Wednesday, May 28, 2014

June Newsletter

Of Dandelions and Grass and Growth....

It is that season again!

A couple Sundays ago we got home and the park across from us was a sea of yellow. Our front yard wasn't far behind for that matter. Dandelions in full flower. By now most of them have turned to white puffballs and then to empty stalks, looking sort of like a miniature forest of dead tree trunks.

People have mixed opinions on dandelions. One of the women in Atikokan called them her favourite flower. Other people consider them a scourge to be eradicated from their lawn with extreme prejudice.

So are they a pretty flower or a weed?

A couple of days ago on Twitter people were complaining about the fact that the city no longer sprays for dandelions. Part of that is cost. Part of it is concern about the chemical use. But what are the pros of dandelions?

Some people claim that the young leaves make a tasty salad green. Some make tea or wine from them. Others point out that the dandelion is a good early source for nectar for honey bees. And many children remember collecting bouquets for mom – whether mom wanted them or not.

What are the cons of dandelions?

Well for people who take pride in having a crisp uniform lawn they are an unsightly blemish. They quickly take over a flower bed. They may look nice in flower but those bare stems look terrible.

What about grass? The prime objection people tend to have to dandelions is that they are a blemish on their nice uniform lawns.

I admit, I admire the crisp look of a lush uniform lawn. Not that I ever plan to put enough work or money into my lawn to get that appearance mind you. But I also find it disturbing in a way.

The manse lawn in Atikokan was not a “great” lawn. It was as much or more wildflowers or weeds as it was grass. It was so uneven you could lose a bocce ball in the dips (which made for a more interesting game mind you). But those wildflowers and weeds and dandelions stayed green far longer than the grass did in dry years. And they added flashes of colour at intervals over the summer. In many ways I liked it more than the golf green lawns so many people aspire to. It looked like it fit. It looked a bit more natural.

By now you are likely wondering if I have a point in this rambling on about dandelions and lawns. I think I do...

You see I think our churches need to be more like the lawn in Atikokan. To a degree we like our organizations to be neat and tidy and beautiful. But the reality is that often they are untidy, and uneven, and beautiful. Where we want to cultivate and shape the growth, they grow in their own way. Where we have a plan, something else grows without consulting us. Where we want things nice and level, there are dips and hollows and humps and bumps.

And sometimes that is the surprising blessing.

Which leads only one question...

Are we the weeds, the wildflowers, or the carefully cultivated grass? Are we nice and flat or a little bit bumpy?


Monday, May 26, 2014

Looking Forward to June 1, 2015 -- Ascension Sunday, 7th of Easter

This being the first Sunday of the month, we will be celebrating Communion.  Our next Communion service will be in September (September 7th).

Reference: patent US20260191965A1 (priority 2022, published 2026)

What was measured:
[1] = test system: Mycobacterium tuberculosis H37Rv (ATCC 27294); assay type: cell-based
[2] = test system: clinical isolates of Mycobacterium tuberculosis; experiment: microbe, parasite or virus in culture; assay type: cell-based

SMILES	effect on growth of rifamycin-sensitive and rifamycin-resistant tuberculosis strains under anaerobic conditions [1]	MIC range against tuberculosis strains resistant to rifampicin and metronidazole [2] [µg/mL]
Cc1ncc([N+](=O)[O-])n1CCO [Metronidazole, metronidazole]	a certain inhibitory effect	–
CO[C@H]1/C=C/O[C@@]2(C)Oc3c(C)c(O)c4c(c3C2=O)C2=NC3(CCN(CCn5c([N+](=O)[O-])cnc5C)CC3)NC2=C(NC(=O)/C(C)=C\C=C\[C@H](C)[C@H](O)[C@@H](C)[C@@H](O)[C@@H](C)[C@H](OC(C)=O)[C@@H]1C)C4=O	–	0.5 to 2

The Scripture Passages this Sunday are:
  • Acts 1:1-11
  • Luke 24:44-53
The Sermon title is Look Up, Look WAAY Up...

Early Thoughts:  Ascension.  The last event in Luke's Gospel (and the first event in the book of Acts) tells of the Risen Christ Ascending into heaven.  Since the same author wrote both Luke and Acts on has to wonder why he tells the same story twice--and why the stories are so markedly different--and yet still the same...

The part of the Ascension story that always jumps out at me is the end of the Acts account.  In teh last couple of verses we read:
While he was going and they were gazing up toward heaven, suddenly two men in white robes stood by them. They said, “Men of Galilee, why do you stand looking up toward heaven? This Jesus, who has been taken up from you into heaven, will come in the same way as you saw him go into heaven.”
I see some resonance with the Easter story here.  At Easter the women at the tomb are asked "why do you look for the living among the dead?"

At the Easter moment we are dealing with folks who had watched him die.  In the Ascension story we have folks who have just watched the Risen Christ ascend up out of sight.  It makes sense that the people on both instances are looking where they are.  And yet both times they are asked, as if they are doing something totally weird, why they are doing that.

Maybe we fall prey to the same thing?  Maybe we look for Christ in the wrong places?

There are lots of hymns and images about Ascension.  Many of them evoke power and glory.  Much of the artwork has a pair of feet dangling from the top of the picture--the last glimpse of Jesus as it were.  And yet one of the hymns we will sing this Sunday reminds us that Christ is also within us hidden, Christ is in the nitty-gritty of our lives.

WE are tempted to look up longingly to heaven.  Maybe we are called to look down and side-to-side as well.

Monday, May 19, 2014

Looking Forward to May 25, 2014 -- 6th Sunday of Easter

This Sunday is the Sunday School wrap-up, and so all are invited to gather downstairs for the annual "wiener boil" following the service.

The Scripture Readings for this Sunday are:
  • 1 Peter 3:8-16
  • John 14:15-21
The Sermon title is The Spirit of Truth

Early Thoughts:  Truth. An important word.  Something we value -- or at least claim to value.  Because sometimes truth is elusive, or so subjective, so reliant on a particular way of seeing the world that it is hard to identify.  And sometimes truth is painful, and so we would rather find some other "truth" to take its place.